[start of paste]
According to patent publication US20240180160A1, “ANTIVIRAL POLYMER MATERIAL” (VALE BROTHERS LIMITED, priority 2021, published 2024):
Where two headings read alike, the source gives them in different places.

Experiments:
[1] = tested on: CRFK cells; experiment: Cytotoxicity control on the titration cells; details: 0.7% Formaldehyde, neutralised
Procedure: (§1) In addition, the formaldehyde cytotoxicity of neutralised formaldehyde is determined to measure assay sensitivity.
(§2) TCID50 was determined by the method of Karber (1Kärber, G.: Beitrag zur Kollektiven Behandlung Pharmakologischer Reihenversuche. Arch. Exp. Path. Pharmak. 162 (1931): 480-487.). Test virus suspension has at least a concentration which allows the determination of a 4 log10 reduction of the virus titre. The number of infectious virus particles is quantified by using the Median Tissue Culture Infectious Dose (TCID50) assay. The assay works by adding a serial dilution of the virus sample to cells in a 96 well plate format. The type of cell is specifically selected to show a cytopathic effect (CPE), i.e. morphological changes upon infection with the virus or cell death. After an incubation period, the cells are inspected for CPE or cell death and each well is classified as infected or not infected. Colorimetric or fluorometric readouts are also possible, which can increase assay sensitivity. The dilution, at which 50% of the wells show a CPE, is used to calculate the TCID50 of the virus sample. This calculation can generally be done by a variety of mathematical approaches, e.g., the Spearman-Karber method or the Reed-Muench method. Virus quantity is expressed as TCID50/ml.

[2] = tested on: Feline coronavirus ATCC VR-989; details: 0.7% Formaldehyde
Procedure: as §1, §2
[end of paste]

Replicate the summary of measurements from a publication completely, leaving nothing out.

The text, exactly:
According to patent publication US20240180160A1, “ANTIVIRAL POLYMER MATERIAL” (VALE BROTHERS LIMITED, priority 2021, published 2024):
Where two headings read alike, the source gives them in different places.

Experiments:
[1] = tested on: CRFK cells; experiment: Cytotoxicity control on the titration cells; details: 0.7% Formaldehyde, neutralised
Procedure: (§1) In addition, the formaldehyde cytotoxicity of neutralised formaldehyde is determined to measure assay sensitivity.
(§2) TCID50 was determined by the method of Karber (1Kärber, G.: Beitrag zur Kollektiven Behandlung Pharmakologischer Reihenversuche. Arch. Exp. Path. Pharmak. 162 (1931): 480-487.). Test virus suspension has at least a concentration which allows the determination of a 4 log10 reduction of the virus titre. The number of infectious virus particles is quantified by using the Median Tissue Culture Infectious Dose (TCID50) assay. The assay works by adding a serial dilution of the virus sample to cells in a 96 well plate format. The type of cell is specifically selected to show a cytopathic effect (CPE), i.e. morphological changes upon infection with the virus or cell death. After an incubation period, the cells are inspected for CPE or cell death and each well is classified as infected or not infected. Colorimetric or fluorometric readouts are also possible, which can increase assay sensitivity. The dilution, at which 50% of the wells show a CPE, is used to calculate the TCID50 of the virus sample. This calculation can generally be done by a variety of mathematical approaches, e.g., the Spearman-Karber method or the Reed-Muench method. Virus quantity is expressed as TCID50/ml.

[2] = tested on: Feline coronavirus ATCC VR-989; details: 0.7% Formaldehyde
Procedure: as §1, §2